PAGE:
In the Lubin-Tate setup, we will consider lifts of one dimensional formal groups over \overline{\mathbb{F}_q}. Take the qth power automorphism \phi of \overline{\mathbb{F}_q} which therefore fixes \mathbb{F}_q. If \overline{G}=\mathrm{Spf} \overline{\mathbb{F}_q}[[X]] is a formal group over \overline{\mathbb{F}_q} with group law \overline{G}(X, Y)= X+Y+ \sum\limits{i,j} a_{i,j}X^iY^j then we can consider the \overline{\phi}-twist of \overline{G} which we denote \overline{G}^{\overline{\phi}} with group law \overline{G}^{\overline{\phi}}(X,Y)= X+Y + \sum\limits_{i,j} \phi(a_{i,j})X^iY^j. Put another way, \overline{G}^{\overline{\phi}} is the relative Frobenius twist of \overline{G} corresponding to the ‘Frobenius morphism’ \overline{\phi}. Thus we have a natural map f: \overline{G} \to \overline{G}^{\overline{\phi}} defined over \overline{\mathbb{F}_q} and given on rings by X \mapsto X^q  which we call the Frobenius morphism of \overline{G}.

Now we consider lifts of such formal groups to \mathcal{O}_L. Notice that \overline{\phi} lifts uniquely to some automorphism \phi of L which fixes K.  Thus, given a lift G of \overline{G} we can also define its \phi-twist G^{\phi}. Furthermore, we are interested in lifts G of \overline{G} which are equipped with an \mathcal{O}_K-action such that the induced map of \alpha \in \mathcal{O}_K on the tangent space of G is given by multiplication by \alpha. We call such objects formal \mathcal{O}_K-modules.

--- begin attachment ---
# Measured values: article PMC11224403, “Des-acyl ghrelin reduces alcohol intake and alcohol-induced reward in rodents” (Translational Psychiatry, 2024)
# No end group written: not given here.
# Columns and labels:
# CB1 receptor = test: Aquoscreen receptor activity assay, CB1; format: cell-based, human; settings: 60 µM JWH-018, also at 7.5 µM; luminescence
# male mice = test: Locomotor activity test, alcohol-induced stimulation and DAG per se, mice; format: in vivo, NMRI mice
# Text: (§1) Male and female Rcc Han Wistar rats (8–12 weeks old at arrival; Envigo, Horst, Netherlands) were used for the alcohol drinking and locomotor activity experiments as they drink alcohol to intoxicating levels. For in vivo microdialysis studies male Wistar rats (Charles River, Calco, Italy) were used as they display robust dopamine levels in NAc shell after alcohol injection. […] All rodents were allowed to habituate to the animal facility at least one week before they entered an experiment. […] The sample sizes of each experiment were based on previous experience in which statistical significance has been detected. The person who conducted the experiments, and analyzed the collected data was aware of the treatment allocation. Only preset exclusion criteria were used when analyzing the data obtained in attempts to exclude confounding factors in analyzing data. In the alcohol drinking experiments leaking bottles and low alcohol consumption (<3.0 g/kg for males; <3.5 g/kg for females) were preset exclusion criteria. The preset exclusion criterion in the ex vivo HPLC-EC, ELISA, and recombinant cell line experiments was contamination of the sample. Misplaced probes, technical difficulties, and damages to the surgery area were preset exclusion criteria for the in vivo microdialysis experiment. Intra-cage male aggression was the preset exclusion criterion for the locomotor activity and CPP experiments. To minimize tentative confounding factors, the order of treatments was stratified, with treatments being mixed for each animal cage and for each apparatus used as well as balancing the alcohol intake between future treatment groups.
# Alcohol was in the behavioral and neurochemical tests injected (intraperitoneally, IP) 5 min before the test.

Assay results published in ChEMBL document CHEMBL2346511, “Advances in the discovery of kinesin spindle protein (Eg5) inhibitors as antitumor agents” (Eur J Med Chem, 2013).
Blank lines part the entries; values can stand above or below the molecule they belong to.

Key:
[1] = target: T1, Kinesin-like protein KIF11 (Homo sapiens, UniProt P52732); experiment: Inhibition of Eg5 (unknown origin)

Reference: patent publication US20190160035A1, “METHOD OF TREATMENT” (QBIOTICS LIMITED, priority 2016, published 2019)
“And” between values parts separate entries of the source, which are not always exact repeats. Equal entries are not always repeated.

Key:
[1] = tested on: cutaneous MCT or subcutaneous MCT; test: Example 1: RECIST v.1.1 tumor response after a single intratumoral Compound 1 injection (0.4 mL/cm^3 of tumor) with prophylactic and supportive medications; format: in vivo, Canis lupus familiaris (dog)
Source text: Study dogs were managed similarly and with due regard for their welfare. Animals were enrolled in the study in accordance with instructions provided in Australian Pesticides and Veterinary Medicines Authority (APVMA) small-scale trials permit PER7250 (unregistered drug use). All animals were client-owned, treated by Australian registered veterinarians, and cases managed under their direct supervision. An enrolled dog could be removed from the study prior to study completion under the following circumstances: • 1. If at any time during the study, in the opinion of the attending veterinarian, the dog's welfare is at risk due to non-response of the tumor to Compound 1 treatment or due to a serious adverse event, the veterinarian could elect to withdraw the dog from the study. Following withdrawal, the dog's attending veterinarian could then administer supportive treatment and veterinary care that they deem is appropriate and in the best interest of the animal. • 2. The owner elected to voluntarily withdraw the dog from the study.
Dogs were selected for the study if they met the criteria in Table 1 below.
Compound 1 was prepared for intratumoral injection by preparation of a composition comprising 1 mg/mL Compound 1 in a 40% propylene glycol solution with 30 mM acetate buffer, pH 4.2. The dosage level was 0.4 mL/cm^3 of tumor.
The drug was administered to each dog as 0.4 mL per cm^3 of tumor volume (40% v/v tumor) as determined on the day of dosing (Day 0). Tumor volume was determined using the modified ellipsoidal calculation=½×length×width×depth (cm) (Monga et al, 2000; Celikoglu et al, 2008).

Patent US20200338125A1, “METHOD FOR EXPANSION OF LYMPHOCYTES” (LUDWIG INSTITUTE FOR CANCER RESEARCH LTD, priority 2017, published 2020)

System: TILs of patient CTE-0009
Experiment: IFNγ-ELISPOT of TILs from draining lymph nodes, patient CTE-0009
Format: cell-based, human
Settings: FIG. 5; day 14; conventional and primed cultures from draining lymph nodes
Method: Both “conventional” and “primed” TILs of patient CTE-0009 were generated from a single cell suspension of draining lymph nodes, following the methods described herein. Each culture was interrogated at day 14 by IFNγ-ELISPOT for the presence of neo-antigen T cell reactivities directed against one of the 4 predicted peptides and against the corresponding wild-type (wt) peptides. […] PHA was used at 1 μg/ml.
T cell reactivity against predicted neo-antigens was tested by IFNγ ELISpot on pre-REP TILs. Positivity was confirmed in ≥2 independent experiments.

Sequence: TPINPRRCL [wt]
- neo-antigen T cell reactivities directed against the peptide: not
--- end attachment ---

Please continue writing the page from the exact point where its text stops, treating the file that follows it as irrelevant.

Our analysis of the situation when G has dimension one is greatly helped by the following fundamental theorem.

Theorem: Let \pi be a uniformizer of \mathcal{O}_L, f \in \mathcal{O}_L [[X]] such that f  \equiv  \pi X   \mathrm{mod} \mathrm{deg} 2 , f \equiv X^q   \mathrm{mod} \pi. Then there exists a unique formal group G_f over \mathcal{O}_L so that f is the Frobenius map f: G_f \to {G_f}^{\phi}. Moreover, G_f carries the structure of a formal \mathcal{O}_K module. We call G_f a Lubin-Tate formal group.